In a nutshell - yes! Please, let me put this into context...
When you ask anybody to count from 1 to 20, they will say, "1, 2, 3..." all the way through to their target - "20". However, when you want them to get to the next level - in this case 30 - they have to start over again. You ask them, "What comes after 20?" and then you start them off by saying "Twenty...?" They reply "One."
You prompt them to carry on by saying, "And the next number is Twenty...?"
To which they reply, "Two!"
And so it carries on all the way to 30.
Counting up to the next level always starts with a "1"...
Sometimes we reach a pinnacle in our career and we are tempted to sit on our laurels and take things easy. We might get complacent and think, "I've arrived - I have the title & position!" And then somebody walks in to ask you help them with a menial task and you automatically get defensive, thinking, "That's below me..."
If you ever find yourself in a similar situation, I encourage you to stop yourself and think through the situation. If you want to get up to the next level, maybe you do have to start at "1" again. Here are five simple things that you could ask yourself to help you get to the next level:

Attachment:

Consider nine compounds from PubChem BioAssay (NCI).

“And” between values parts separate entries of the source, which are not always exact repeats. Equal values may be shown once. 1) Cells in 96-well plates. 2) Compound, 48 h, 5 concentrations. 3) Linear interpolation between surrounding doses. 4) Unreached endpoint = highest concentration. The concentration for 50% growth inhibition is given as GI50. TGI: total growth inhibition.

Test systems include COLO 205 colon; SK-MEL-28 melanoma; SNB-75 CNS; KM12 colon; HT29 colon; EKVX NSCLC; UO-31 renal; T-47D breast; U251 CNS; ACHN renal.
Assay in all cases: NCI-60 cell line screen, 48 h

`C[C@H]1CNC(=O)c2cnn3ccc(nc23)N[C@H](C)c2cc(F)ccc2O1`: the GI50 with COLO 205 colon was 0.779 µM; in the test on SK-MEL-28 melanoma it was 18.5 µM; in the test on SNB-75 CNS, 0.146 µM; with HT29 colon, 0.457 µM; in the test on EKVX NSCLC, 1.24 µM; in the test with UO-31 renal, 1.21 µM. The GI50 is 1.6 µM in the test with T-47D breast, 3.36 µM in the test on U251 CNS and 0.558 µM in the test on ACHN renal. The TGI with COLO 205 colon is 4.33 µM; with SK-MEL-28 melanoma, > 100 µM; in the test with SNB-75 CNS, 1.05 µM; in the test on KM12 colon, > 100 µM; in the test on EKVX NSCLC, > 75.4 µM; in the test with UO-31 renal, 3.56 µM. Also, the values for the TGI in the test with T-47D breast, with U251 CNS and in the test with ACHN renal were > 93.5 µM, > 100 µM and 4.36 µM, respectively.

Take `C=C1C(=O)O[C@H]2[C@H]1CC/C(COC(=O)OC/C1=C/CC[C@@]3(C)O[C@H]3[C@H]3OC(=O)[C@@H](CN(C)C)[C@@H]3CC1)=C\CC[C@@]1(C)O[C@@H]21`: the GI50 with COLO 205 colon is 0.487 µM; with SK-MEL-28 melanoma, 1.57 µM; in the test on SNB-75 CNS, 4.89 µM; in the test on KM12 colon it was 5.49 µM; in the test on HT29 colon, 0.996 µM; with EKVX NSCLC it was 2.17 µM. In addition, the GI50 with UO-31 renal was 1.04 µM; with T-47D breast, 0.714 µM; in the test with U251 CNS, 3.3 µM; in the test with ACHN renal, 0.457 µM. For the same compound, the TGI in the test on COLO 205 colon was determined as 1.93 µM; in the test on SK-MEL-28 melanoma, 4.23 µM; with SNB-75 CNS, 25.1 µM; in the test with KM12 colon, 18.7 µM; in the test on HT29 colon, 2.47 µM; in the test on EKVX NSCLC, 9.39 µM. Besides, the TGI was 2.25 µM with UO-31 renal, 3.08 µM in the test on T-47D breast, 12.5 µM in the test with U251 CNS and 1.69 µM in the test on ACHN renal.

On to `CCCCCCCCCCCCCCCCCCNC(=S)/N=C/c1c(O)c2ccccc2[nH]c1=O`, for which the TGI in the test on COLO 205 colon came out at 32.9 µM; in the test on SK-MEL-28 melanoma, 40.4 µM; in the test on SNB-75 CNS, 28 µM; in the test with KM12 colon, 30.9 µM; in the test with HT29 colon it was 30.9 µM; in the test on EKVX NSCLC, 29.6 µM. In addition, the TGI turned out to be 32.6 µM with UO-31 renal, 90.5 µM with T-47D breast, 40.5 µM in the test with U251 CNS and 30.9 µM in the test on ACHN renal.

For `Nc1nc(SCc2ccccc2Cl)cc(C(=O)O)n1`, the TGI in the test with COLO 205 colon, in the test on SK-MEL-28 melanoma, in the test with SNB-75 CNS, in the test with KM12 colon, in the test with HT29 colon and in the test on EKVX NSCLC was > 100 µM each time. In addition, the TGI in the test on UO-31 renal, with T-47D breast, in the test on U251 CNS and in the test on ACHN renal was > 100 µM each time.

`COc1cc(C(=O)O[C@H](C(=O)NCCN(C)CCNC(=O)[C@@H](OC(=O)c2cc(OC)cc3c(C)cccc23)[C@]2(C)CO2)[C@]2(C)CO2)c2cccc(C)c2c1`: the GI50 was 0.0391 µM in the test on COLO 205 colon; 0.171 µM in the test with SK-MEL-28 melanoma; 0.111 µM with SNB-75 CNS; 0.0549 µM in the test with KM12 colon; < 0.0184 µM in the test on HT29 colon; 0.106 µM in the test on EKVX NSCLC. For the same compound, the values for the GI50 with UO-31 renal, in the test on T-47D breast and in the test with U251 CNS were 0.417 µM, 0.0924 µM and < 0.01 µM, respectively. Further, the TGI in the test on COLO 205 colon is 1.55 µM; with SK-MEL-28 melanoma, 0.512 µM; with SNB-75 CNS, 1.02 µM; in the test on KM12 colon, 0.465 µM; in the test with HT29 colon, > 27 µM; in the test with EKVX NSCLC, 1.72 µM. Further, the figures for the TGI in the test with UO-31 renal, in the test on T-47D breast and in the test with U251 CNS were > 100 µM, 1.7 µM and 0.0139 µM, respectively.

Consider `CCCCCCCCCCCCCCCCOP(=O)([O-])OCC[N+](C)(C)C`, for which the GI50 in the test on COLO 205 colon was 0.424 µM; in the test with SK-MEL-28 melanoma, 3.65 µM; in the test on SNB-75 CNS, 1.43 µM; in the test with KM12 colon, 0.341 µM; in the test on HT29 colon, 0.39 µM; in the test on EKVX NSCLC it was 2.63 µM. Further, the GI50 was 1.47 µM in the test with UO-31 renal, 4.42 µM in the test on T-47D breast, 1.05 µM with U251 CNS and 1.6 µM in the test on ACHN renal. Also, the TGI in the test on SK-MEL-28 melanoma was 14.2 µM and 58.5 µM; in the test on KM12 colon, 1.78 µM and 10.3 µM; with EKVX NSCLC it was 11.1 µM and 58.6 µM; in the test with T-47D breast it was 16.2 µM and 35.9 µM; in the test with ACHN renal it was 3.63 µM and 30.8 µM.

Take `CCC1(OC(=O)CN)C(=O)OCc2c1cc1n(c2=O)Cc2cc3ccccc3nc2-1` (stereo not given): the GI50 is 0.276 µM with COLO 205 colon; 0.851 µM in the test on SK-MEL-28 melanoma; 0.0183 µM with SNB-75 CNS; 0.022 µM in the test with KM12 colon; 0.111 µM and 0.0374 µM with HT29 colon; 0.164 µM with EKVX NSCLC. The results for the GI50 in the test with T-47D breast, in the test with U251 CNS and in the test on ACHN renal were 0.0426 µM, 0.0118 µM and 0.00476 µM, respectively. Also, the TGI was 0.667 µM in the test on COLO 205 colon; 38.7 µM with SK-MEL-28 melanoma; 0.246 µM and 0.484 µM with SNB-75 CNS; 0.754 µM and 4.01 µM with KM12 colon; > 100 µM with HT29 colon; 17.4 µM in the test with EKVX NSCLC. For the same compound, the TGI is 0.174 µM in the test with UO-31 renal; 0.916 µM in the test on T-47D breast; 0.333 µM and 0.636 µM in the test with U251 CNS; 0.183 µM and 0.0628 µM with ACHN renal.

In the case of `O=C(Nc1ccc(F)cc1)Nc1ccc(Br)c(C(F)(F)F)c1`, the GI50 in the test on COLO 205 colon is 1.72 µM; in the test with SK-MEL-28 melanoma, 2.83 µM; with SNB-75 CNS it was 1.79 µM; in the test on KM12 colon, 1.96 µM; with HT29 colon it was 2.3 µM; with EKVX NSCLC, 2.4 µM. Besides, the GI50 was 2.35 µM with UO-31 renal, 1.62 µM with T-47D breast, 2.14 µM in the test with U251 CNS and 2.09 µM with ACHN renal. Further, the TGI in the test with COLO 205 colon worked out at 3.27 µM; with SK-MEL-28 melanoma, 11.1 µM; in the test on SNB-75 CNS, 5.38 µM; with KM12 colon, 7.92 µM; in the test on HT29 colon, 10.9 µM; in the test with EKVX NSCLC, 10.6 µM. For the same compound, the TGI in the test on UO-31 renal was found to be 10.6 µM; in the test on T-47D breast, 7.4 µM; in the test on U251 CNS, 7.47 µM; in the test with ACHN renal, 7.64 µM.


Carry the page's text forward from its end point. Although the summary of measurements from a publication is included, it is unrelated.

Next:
1. How can I help?
When an opportunity to add value to others around appears, look for ways to roll up your sleeves and get stuck in. My favourite quote about leadership comes from John C. Maxwell. Simply put, it states "Leadership is action, not position!"
2. Who can I serve here?
John Maxwell talks about the concept of serving people well through his Minute with Maxwell video on "Service". He rightly points out that servanthood is the highest form of leadership and the best to get someone's cooperation is to reach out to them. To put it another way, "You can't ask for a hand, until you've touched a heart!"
3. What's the worst thing that could happen?
How much does a bruised ego hurt? The practical reality is that the worse thing that could happen to you is that you feel a little silly doing the menial tasks, but you can use that time to offer your leadership wisdom to positively impact on those around you.
4. Where can I contribute?
Look around you and start to identify areas where you can contribute. As a leader, you already probably have a philosophy of excellence in all that you do. Use your extensive experience to find a person that needs help and lend your extensive knowledge to help them achieve their goals. As Henry J. Kaiser said, "Problems are only opportunities in work clothes!"
5. Why didn't I do this earlier?
Once you get into the swing of things, you'll soon start to reap the benefits of helping others and contributing on many levels. You will only wonder why you didn't start doing this earlier!
So, remember to ask yourself these five questions and enjoy the results!
Forensic Consultant & Lid Lifter